Striving to break male domination in the country's workforce, Turkey has managed to significantly boost its women's employment rate. Cafer Uzunkaya, the head of the state-run Turkish Employment Agency (İŞKUR) said the rate now stands at 34.7 percent, a substantial increase compared to figures more than a decade ago. The increase is partly the result of incentives by the government for working women, especially mothers who often choose caring for their children over full-time jobs.
Uzunkaya says the rise is far higher than the increase in women's participation in the workforce in European countries and they aim to have more working women.
"Women's employment is one of the areas we are most successful at as an agency. We endorse employers with incentives through our funds to boost employment," he said.
Gender equality and affirmative action for women are high on the agenda of the government. In his party's manifesto ahead of the June 24 elections, President Recep Tayyip Erdoğan pledged to end "every tradition of the age of ignorance targeting women."
The Ministry of Family and Social Justice already works to empower women with projects to improve gender equality for women, which have lagged behind men in every field, courtesy of a patriarchal mindset.
In recent years, the government rolled out a series of incentives for working women, from longer maternity leaves to financial support for daycare needs, as well as payments to grandparents caring for their grandchildren with working parents.
The government set the bar higher to increase the employment rate to at least 41 percent in the near future and decrease illegal labor by women to at least 30 percent. As for female entrepreneurs, the government plans to extend loans to more women willing to set up their own business. Women are already provided up to TL 50,000 ($11,588) for loans.
Uzunkaya said İŞKUR managed to raise the number of women who found jobs through the agency this year and provided "efficient incentives" to enroll more women in jobs in industry and production.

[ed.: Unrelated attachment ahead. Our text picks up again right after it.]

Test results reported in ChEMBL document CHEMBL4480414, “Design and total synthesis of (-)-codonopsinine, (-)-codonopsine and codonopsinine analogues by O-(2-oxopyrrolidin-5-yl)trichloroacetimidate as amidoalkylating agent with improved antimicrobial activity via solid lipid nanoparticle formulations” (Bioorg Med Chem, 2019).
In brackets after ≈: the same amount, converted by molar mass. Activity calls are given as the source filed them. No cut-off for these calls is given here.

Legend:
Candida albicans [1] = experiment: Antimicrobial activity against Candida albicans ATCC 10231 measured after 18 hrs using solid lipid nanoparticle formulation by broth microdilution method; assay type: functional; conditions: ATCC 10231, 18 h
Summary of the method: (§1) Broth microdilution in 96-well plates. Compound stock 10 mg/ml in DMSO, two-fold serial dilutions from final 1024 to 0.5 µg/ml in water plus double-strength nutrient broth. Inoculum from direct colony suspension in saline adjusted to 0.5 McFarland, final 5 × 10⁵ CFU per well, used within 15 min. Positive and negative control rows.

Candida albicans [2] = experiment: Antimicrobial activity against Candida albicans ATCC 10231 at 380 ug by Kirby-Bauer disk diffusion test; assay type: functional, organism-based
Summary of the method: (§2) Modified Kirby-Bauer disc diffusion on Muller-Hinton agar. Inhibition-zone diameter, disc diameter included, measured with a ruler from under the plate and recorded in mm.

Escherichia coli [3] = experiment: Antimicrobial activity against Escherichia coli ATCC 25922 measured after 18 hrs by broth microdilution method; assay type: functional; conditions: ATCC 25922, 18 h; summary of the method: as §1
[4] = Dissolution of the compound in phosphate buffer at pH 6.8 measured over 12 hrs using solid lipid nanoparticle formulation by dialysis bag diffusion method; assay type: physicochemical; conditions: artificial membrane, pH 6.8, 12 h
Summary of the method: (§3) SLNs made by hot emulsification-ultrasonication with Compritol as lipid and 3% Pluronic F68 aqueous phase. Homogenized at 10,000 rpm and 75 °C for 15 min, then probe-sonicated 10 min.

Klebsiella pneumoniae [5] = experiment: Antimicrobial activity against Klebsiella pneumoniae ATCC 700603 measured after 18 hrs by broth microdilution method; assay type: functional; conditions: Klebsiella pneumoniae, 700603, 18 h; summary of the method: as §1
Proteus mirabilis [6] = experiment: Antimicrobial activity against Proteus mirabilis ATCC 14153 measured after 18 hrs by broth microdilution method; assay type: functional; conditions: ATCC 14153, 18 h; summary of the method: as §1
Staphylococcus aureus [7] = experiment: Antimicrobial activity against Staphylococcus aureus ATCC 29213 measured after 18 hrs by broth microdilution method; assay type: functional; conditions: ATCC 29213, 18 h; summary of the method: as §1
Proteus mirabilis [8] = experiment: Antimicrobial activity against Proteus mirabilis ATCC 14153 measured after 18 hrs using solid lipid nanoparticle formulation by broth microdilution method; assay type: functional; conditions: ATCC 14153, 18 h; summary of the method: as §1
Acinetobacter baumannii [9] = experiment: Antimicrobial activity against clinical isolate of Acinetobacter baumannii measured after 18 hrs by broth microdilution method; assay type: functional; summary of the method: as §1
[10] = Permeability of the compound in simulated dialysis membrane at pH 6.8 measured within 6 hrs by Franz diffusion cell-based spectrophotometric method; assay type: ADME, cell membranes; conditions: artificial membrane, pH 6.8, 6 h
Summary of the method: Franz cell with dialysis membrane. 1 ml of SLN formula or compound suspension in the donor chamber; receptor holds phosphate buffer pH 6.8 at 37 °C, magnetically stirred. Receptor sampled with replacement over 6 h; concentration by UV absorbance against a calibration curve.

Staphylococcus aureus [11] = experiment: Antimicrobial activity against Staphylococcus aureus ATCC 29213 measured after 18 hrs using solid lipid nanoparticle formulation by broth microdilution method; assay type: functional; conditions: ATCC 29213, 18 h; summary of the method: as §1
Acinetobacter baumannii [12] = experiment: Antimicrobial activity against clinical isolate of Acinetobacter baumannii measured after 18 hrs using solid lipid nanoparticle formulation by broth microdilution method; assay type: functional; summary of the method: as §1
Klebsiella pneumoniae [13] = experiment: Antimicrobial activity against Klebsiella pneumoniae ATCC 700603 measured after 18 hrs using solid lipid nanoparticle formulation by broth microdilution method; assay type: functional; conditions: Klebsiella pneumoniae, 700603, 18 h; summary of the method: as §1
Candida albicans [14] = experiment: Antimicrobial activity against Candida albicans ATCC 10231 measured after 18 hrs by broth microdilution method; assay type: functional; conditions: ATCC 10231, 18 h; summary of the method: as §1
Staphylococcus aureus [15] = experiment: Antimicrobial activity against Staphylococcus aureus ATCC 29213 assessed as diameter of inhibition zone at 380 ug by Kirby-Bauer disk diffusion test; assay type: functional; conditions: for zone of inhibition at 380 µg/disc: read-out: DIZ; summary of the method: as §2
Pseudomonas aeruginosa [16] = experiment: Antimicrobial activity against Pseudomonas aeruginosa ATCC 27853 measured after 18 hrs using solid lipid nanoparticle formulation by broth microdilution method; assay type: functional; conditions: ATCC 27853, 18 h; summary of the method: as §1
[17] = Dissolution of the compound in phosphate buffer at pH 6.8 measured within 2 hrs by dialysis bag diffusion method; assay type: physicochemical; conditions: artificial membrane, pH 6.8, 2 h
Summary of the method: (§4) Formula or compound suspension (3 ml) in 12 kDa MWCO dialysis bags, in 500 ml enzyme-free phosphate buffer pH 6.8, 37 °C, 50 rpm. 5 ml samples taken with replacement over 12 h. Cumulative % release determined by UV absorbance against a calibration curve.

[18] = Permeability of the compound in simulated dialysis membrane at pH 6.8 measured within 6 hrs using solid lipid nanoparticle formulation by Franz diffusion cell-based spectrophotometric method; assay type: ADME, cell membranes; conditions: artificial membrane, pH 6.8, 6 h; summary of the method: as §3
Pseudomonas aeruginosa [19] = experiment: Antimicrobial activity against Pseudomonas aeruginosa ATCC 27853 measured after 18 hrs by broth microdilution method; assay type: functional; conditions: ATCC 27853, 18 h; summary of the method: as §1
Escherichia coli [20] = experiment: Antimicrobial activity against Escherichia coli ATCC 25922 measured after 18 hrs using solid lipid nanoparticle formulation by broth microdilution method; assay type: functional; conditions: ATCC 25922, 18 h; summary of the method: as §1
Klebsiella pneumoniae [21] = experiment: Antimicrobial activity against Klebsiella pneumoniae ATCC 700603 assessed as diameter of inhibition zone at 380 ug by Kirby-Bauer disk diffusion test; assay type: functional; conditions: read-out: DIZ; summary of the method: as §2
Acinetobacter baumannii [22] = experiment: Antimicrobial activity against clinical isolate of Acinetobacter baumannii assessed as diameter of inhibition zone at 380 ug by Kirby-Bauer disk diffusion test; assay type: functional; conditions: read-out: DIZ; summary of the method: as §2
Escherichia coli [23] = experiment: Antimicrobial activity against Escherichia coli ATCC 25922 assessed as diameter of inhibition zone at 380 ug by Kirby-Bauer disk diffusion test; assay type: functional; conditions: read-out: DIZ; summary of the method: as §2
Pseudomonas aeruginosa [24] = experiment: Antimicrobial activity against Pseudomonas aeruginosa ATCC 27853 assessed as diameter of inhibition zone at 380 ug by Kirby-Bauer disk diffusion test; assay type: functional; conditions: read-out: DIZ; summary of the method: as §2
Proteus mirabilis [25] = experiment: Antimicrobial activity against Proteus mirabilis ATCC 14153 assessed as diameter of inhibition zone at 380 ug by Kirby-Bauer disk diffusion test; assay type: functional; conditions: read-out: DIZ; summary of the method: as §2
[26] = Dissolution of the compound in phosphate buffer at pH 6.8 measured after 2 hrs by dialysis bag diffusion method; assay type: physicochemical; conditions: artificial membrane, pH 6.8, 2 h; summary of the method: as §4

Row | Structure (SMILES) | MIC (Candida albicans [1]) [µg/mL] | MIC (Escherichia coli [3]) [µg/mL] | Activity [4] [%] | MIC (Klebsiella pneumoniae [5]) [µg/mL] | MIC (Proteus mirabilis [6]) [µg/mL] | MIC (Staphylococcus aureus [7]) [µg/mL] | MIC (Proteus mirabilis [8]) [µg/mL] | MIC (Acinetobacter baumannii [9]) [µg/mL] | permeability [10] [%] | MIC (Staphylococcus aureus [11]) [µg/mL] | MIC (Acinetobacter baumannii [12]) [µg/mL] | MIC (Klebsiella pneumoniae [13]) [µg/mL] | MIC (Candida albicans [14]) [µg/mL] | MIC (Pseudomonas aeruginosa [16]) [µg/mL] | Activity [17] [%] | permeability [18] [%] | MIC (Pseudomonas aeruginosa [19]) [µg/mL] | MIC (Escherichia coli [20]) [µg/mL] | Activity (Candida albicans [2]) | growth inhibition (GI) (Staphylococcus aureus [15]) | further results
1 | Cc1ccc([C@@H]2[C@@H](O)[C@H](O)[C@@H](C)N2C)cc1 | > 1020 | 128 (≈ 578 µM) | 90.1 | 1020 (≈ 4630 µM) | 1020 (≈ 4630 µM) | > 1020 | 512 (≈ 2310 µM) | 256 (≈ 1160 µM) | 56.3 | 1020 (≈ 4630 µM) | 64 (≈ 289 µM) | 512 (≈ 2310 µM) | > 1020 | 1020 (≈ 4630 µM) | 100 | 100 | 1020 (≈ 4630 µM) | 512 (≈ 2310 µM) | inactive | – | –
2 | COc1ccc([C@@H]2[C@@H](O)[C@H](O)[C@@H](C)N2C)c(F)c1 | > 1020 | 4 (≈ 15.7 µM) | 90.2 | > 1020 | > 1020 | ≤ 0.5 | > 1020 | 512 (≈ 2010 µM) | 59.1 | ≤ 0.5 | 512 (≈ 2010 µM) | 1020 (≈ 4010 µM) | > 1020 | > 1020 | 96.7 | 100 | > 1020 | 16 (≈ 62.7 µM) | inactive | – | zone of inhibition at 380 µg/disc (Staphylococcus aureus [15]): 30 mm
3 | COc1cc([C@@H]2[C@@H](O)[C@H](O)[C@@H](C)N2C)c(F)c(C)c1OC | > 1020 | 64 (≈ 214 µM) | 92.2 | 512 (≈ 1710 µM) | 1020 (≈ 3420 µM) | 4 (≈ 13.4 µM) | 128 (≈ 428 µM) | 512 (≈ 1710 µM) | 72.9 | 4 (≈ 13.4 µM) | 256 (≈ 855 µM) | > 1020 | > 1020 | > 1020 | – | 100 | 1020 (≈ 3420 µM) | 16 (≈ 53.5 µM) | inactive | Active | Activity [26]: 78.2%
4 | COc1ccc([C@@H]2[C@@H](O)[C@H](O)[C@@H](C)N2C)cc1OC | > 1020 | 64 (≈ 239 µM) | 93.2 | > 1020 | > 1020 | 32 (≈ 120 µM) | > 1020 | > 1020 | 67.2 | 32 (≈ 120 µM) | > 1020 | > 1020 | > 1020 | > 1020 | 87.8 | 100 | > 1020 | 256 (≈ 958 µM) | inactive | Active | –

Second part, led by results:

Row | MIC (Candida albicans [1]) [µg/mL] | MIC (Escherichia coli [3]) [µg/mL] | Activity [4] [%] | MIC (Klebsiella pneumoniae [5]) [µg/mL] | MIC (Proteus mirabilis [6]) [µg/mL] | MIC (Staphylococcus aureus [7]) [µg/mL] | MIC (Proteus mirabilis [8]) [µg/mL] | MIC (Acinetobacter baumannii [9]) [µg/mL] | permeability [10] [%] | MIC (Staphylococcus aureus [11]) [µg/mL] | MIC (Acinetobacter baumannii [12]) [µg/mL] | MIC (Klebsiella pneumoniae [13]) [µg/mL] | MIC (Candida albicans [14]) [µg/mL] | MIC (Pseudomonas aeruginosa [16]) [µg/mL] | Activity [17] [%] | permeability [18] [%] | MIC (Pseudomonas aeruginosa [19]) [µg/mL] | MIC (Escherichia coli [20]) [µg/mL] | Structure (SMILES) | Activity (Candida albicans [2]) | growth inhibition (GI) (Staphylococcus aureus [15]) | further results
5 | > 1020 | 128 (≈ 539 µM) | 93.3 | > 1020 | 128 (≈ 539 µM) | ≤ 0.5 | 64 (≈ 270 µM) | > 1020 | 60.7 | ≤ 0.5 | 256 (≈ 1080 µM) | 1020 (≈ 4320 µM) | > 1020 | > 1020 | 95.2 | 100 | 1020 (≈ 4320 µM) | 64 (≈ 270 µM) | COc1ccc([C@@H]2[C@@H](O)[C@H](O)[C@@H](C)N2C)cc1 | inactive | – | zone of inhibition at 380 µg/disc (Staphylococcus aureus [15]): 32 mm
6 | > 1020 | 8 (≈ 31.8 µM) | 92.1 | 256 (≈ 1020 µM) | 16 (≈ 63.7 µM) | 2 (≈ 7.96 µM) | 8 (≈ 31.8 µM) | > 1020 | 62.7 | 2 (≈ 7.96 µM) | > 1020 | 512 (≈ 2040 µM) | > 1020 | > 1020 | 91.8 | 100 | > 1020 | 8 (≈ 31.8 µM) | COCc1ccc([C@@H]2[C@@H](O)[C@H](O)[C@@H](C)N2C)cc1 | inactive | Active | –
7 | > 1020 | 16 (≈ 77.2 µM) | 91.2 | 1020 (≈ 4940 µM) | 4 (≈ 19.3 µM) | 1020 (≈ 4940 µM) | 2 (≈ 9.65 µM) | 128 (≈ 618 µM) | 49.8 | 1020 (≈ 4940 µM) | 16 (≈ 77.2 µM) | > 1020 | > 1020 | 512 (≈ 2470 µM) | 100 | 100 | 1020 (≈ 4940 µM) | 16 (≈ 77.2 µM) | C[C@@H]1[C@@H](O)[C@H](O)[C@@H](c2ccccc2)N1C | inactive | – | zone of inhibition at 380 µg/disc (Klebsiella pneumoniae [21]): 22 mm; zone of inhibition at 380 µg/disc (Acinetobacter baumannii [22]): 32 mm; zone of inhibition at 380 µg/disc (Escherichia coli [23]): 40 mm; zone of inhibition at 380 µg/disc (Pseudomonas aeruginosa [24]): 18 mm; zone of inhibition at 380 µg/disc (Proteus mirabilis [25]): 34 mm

Traditionally, the number of women in the agriculture sector has been higher in Turkey in parallel with female employment in rural parts of the country where both men and women have to work for the household, unlike the "housewife" concept more common in cities.
However, figures of the past 10 years show a drop in women employed in the agricultural sector and a shift to the service sector. Experts tie it to migration from rural regions to cities where women usually find low-paying jobs in the service sector to support their families.
Between 2008 and 2017, the number of women employed in the agricultural sector decreased to 28.3 percent from 42.1 percent, while it rose to 56.1 percent from 42.3 percent in the service sector.
Through the "Mother at Work" project, the agency also helps women to adapt to a work environment with vocational training. Women attending vocational training are given a daily allowance and cash to cover nursery care costs of their children during the training period. The project also covers training programs and guidance for women running or planning to establish cooperatives for business purposes.
Uzunkaya said they also extended the period of incentives given to employers, which prioritize employment of women, youth and the disabled, to 18 months.